|Written by Matthew Jarvis|
published 21st October 2012
Supplied for review by
While James Cameron was directing Piranha II he fell ill and started having hallucinatory dreams. One of them featured a metallic killing machine dragging its torso from an explosion while carrying kitchen knives. Upon his recovery he started work upon a script featuring this creation and Terminator was born. Don’t we wish we all had the visionary talent to turn our mad dreams into a billion Dollar franchise!
Filmed in 1983 and released in 1984, it was never conceived as a blockbuster movie and struggled to attract funding, talent and for a while a distributer. Cameron is never one to back down on a project he believes in, so he persevered and got the movie made. Early versions of the storyline show quite a different tale to the one finally produced. Initially the terminator was to be a fairly nondescript, albeit powerfully built character that could blend into the crowd and the main role was to be Reece, the future soldier sent back to protect Sarah Connor. It was...[Read the complete movie review]
There are two types of Blu-ray re-release, the fully re-mastered and restored discs, where the movie is transferred to a 4K intermediate, cleaned up almost frame by frame and re colour graded and there are those where a decent negative is transferred with just a light clean-up of dust and scratches and the black levels restored. This film fits firmly into the second category. For the most part the AVC Mpeg 4 transfer is fairly clean, but noise is evident over the top of the film grain and the picture looks a little soft, almost more DVD quality than Blu-ray. The picture is however stable and blacks have been restored to a sensible level without crushing them too much. Detail is hidden in the darker areas of the picture which is a shame, as many scenes take place at night or in dimly lit alleyways and industrial settings. Some solarising was noticeable on skies but at least not too much sharpening had been applied, so edges did not appear over enhanced. Colouring is generally good throughout, although the initial grading was pretty safe anyway.
The movie used plenty of optical visual effects and they look pretty dated by modern standards. Even in 1984 the processes were hardly state of the art and there are a few issues with travelling mattes that do not quite line up leading to semi-transparent objects and also quite visible lightening around composited object. That being said, the model making on the whole is brilliant and many will not believe just how clever the forced perspective shots are until they watch the effects documentary in the extras section. High speed camera techniques to slow down explosions are becoming less popular these days, but they are well used here and look very effective.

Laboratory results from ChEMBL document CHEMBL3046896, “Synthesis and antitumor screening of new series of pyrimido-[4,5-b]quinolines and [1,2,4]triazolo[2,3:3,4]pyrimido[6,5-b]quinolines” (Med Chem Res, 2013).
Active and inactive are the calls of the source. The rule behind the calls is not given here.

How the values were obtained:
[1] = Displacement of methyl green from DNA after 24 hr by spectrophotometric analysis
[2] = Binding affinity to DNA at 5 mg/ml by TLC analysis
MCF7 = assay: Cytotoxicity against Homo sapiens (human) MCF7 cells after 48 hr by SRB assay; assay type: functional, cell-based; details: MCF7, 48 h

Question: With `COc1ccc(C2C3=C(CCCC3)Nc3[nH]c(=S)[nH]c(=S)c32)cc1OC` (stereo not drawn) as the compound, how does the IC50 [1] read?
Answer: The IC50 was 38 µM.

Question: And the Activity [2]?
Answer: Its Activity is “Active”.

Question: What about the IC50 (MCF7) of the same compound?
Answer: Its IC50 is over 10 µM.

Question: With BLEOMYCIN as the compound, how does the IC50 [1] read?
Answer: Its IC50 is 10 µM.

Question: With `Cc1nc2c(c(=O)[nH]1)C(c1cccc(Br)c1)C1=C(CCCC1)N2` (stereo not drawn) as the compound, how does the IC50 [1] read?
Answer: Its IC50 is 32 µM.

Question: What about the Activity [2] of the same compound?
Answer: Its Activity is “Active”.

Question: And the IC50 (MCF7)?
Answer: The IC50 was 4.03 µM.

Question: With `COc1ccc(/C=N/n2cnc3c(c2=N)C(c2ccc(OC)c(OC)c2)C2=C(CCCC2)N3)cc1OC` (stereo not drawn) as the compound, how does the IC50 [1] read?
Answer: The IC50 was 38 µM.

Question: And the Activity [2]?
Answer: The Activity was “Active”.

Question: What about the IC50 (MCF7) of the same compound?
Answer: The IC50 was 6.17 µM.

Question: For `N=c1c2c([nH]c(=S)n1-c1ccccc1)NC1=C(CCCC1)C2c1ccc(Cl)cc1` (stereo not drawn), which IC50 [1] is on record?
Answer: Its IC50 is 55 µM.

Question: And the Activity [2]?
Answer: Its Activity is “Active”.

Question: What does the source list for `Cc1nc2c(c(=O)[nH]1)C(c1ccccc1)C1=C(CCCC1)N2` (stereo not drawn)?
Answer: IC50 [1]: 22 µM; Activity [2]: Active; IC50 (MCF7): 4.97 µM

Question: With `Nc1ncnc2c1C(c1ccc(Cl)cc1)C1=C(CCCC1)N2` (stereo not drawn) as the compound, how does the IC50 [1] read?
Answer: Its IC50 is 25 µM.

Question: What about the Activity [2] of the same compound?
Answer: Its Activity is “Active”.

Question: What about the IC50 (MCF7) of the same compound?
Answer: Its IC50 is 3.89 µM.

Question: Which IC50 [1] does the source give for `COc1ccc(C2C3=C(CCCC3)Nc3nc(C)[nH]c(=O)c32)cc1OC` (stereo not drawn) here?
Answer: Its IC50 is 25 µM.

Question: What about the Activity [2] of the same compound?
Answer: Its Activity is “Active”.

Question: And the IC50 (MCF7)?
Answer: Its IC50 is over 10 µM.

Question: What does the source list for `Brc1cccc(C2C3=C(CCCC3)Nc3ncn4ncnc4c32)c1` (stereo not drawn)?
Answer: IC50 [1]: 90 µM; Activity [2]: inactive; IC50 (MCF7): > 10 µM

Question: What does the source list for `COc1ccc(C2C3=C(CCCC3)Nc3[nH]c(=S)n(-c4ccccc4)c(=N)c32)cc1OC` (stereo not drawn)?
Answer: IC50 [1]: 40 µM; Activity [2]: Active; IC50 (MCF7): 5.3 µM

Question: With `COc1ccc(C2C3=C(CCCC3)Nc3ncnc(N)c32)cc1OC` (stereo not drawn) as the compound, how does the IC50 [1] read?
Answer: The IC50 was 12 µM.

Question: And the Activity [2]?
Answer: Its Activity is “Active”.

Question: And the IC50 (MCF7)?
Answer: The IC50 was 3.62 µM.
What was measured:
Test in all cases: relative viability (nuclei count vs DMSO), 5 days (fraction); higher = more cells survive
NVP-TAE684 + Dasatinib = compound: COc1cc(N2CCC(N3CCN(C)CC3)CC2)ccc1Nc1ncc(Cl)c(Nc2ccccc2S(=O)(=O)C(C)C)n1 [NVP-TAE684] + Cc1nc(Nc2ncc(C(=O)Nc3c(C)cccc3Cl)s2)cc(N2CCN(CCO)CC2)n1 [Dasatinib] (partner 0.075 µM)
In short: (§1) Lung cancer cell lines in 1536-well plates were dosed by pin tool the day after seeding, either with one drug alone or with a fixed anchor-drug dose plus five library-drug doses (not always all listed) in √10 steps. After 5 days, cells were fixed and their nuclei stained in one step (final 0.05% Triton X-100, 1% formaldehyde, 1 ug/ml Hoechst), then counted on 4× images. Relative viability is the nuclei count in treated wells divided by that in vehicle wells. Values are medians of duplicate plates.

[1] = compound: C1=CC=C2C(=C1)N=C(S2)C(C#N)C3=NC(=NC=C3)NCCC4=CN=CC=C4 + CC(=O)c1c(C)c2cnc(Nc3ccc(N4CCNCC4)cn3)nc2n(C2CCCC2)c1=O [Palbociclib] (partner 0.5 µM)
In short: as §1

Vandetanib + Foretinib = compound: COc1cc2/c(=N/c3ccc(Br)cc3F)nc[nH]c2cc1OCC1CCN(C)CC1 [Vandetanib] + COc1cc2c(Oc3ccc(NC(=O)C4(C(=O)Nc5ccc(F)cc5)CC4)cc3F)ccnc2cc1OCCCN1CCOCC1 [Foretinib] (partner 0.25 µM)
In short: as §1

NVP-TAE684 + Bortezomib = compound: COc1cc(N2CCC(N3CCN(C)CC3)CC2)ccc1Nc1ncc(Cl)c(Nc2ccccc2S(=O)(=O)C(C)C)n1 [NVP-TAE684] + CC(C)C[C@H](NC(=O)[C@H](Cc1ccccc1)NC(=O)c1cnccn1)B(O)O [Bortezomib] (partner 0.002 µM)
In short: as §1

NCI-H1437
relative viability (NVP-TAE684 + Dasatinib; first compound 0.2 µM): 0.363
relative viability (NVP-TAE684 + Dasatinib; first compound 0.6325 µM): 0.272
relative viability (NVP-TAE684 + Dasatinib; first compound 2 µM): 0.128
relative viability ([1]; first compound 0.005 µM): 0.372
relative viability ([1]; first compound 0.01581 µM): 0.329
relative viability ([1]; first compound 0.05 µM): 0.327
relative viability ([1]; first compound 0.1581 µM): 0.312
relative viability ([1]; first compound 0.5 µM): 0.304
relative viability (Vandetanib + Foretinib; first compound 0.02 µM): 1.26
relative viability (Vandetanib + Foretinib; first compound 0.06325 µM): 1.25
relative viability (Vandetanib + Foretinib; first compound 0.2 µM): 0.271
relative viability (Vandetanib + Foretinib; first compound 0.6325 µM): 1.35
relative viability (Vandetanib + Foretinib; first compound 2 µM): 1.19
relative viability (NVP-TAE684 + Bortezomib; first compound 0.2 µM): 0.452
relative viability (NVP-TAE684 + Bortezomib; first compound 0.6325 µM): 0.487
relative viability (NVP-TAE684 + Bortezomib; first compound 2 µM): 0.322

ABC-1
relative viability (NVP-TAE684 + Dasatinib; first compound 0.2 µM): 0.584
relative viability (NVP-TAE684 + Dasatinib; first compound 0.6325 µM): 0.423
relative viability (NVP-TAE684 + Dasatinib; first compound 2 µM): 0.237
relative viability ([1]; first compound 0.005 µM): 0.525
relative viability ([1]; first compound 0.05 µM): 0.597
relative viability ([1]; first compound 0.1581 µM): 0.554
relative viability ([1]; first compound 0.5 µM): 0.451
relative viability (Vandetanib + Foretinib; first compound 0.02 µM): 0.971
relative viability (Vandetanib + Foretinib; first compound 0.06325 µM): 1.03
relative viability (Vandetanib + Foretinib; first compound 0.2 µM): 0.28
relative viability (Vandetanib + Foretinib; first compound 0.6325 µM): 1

There are much better older movies out there on Blu-ray. This is not a brilliant release and would benefit from a full re-master, such is the importance of the movie.
Picture score : 6
I was expecting to be quite disappointed with the sound track, given its age and comparatively budget nature. I have to say, I was pleasantly surprised. The DTS-HD MA 5.1 stream is punchy with a full on surround mix that some more recent movies fail to match. The only thing that belies the age of the movie is the relatively restricted dynamic range and lack of upper register sparkle. The dialogue is clean and well placed in the mix throughout, the surround channels full of realistic effects and the electronic score fits the movie perfectly, providing drive and drama to the extent that even a blind person could tell you the emotions being played out before them.
Of particular mention is the noise of the robots crunching over the skulls of the dead while a full scale laser battle rages. This is such a perfect soundtrack to one of the most iconic moments in the film and to a certain extent, it is the sound that makes it so.
Sound score : 8
A bit of a let down is the best I can say about these. All we get is a set of extras lifted from the DVD & VHS release, with a 1992 interview with Cameron and Arnold Schwarzenegger, an interesting look at the special effects process and a few deleted scenes. These are all in SD 4:3 except the extras which are letter boxed 16:9 SD. There are all sorts of issues, including lip sync and NTSC / PAL transfer colour shifts. It is a shame, as the content is quite good.
The disc loads quickly and avoids the tiresome adverts that plague some distributer’s releases. Language support is limited to just English if you believe the box, but actually contains French, Spanish & Portuguese soundtracks as well. Subtitles are more extensive, with French, Spanish, Portuguese, Chinese, Japanese, Danish, Dutch, Icelandic, Norwegian and Swedish.
Extras score : 6
The Terminator was selected by the Library of Congress for preservation in the United States National Film Registry, being deemed "culturally, historically, or aesthetically significant". In other words, it is recognised as key landmark in the US film industry. It seems odd that neither Cameron nor Hollywood itself thought that the movie would be such a massive success, seeing it more as a niche market film, with fairly limited initial release. Considered by some to be inferior to the sequel, this film contains more violence and horror moments compared to the lighter, at times humorous second outing and still feels fresh having not really dated too badly.
This film did not break any new ground in terms of visual effects, although the end result was superior to many of the time. It now looks a little tired due to in part the average transfer. The saving grace is the sound, which can hold its own against much more recent releases. Despite all this, it is one of those films you really should have in your collection even if the quality is nothing spectacular.
Overall score : 8
837 word review written by Matthew Jarvis.
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